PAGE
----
Home schools go ‘hybrid’

Home schooling is going “hybrid,” reports Education Week. Parents mix and match their own lessons, online courses, community college classes, private classes, tutoring and even part-time studies at the local public school.

Baywood Learning Center in Oakland, Calif., a private school for gifted students . . . has a la carte classes on individual subjects once a week, as well as a multiage class that meets on Tuesdays and Thursdays to cover core academics. Director Grace Neufeld said demand for the latter has grown 50 percent in the last year, to about 40 students ages 4 to 17.

. . . “Parents usually design a patchwork quilt of different classes and activities for their children,” she said. “What I see is they sign up for various classes being held in various locations like science centers or museums or different places. They also add things like music lessons, art lessons, sports, or martial arts.”

Parents join together in co-ops to share teaching, such as the Inman Hybrid Home School program in Inman, Ga.

Founder Holly Longino, a former health teacher at Carver Middle School in Inman, left public teaching to home-school her four children, but last year started the group classes a few times a week with five students and a handful of retired public school teachers. The teachers provide video lectures for students to use as well as in-class projects.

More than 2 million students were homeschooled in 2010, nearly 4 percent of  K-12 students, according to Homeschooling in America by Joseph Murphy, a Vanderbilt education professor.  While most homeschoolers are conservative and religious, a growing number of moderate and liberal families are choosing to teach their own children, Murphy found. “Bullying and teaching practices, have now edged out religious values (31.2 percent to 29.8 percent) as the top reason parents teach their children at home.”


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  1. dangermom says:

    Many homeschoolers have always done this; maybe it’s only hitting the news now because there are enough homeschoolers that more opportunities are opening up. People tend to assume that homeschoolers must do everything at home, but I would say that the guiding principle is more that the family is ultimately in charge of the child’s education and making the choices, rather than an institution.

    I guess to a homeschooler this isn’t news, but it’s nice to see others starting to understand a bit more.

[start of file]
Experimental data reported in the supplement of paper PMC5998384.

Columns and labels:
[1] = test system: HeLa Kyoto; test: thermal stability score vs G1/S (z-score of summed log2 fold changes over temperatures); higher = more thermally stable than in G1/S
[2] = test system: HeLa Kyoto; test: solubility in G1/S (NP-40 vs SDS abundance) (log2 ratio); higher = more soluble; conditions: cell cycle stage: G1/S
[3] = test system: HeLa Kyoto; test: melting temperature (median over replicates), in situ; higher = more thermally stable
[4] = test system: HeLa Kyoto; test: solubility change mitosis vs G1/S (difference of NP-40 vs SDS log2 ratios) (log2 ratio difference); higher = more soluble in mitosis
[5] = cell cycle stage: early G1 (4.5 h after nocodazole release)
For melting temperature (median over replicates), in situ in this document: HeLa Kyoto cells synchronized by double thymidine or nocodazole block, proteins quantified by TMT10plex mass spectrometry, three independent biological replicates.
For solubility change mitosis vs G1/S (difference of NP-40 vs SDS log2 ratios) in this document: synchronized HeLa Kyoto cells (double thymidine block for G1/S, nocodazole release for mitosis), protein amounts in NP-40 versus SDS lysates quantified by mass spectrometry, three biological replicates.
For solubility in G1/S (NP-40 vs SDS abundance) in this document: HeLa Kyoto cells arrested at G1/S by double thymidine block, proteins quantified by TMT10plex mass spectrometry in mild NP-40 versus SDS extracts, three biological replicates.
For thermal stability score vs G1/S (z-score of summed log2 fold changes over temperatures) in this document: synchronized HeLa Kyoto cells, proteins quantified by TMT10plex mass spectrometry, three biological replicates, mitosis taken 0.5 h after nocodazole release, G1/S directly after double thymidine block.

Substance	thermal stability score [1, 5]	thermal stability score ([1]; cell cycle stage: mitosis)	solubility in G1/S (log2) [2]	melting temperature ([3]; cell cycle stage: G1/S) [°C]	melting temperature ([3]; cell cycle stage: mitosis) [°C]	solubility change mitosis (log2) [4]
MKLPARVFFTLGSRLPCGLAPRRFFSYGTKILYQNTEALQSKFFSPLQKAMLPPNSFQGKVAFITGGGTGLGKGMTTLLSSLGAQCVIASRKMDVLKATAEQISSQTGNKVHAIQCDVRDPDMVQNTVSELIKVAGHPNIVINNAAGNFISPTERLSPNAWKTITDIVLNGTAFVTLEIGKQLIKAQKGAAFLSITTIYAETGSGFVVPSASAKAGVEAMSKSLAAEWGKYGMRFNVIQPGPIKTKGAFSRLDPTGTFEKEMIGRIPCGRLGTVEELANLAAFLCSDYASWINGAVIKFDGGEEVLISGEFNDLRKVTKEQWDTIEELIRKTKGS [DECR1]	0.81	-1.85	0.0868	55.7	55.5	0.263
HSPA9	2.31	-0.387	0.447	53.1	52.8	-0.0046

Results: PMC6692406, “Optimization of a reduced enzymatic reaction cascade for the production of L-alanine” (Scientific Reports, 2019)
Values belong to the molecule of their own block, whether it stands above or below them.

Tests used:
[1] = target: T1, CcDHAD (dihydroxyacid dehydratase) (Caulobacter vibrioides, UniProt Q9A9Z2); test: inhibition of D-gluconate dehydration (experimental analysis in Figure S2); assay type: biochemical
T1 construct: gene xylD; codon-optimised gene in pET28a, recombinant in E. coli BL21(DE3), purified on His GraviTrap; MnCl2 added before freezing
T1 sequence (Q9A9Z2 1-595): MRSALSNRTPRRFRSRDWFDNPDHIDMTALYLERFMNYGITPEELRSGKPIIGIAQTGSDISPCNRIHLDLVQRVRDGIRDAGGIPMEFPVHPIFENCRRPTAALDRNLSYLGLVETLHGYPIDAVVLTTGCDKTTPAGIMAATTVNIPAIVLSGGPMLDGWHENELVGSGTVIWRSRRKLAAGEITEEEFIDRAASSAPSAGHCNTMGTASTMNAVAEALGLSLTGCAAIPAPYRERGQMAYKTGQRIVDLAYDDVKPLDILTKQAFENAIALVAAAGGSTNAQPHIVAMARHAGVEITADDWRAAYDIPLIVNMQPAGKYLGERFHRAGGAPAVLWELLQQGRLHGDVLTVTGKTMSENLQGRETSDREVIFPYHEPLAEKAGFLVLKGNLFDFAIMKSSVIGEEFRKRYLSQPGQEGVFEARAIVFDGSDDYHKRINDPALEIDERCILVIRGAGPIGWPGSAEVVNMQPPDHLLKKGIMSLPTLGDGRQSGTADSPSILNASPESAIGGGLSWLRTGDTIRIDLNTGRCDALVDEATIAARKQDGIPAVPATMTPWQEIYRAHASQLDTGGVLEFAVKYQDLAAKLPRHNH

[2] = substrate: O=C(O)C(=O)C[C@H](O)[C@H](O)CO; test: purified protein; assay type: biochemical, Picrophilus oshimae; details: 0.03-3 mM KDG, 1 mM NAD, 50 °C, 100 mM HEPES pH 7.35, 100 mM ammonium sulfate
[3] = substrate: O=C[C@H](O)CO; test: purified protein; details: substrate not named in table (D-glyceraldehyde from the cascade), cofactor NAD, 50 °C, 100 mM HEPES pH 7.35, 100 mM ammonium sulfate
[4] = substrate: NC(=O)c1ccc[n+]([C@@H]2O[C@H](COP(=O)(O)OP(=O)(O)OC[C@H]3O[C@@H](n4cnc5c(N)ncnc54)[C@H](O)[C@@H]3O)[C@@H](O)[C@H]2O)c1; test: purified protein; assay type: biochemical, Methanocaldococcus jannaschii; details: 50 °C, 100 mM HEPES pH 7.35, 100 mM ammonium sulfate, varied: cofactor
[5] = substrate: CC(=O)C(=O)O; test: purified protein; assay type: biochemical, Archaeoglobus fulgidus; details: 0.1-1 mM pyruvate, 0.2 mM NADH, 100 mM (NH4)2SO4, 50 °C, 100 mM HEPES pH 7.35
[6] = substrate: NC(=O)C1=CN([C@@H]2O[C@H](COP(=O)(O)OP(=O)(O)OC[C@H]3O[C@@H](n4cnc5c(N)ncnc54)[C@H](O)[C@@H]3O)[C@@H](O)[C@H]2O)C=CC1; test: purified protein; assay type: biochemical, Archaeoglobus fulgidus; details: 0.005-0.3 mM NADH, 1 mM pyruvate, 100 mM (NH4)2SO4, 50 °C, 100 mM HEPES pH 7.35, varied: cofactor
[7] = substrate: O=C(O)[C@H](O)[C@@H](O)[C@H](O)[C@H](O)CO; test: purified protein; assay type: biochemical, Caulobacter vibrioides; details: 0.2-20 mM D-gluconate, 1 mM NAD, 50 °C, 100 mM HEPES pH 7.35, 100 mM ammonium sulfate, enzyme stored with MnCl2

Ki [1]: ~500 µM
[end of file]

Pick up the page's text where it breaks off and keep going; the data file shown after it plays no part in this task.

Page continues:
• Stacy in NJ says:

      Yep. It was like this when I began homeschooling 9 year ago. Last year was my last year as both my children will be attending high school in the fall.

      Opportunities do seem to be multiplying, though. Homeschooling presents some service providers with business opportunities – more outside art, sports, and music classes. Retired teachers offering science courses in their homes. An unlimited variety of online courses offered by individuals, small groups, and public universities. Many state parks, museums, community orchestras, theatres, recreation departments offer classes specifically to homeschoolers.

      The old stereotype of the isolated homeschooler just doesn’t fit anymore

  2. Katie Jones says:

    This is interesting. I didn’t realize the amount of kids that are homeschooled nowadays.

  3. palisadesk says:

    Must have been a slow news day — I have friends and family members who have been homeschooling from the mid-’80’s on, and they were doing all these things back then, and since. My local neighborhood has a very active homeschoolers co-op; I’ve been involved in their science fairs.

    However, online resources and networking have exponentially facilitated communication, learning opportunities and availability of resources, so it’s not surprising the movement is growing.

  4. Many of the teachers at our co-op are former teachers or had other jobs related to their subject, and we choose 1-7 classes/semester, as they meet our kids needs. I choose mostly enrichment, since I”m not really an art/game/little kid project person, and others are happy to pay for me to teach science to their high schoolers. There are 3 different co-ops meeting on different days at our church (the congregation) likes for their building to be used during the week) with different philosophies and set-ups. There are also classes at the zoo, etc, and homeschoolers often take advantage of ‘school days’ with demonstrations at local attractions/fairs.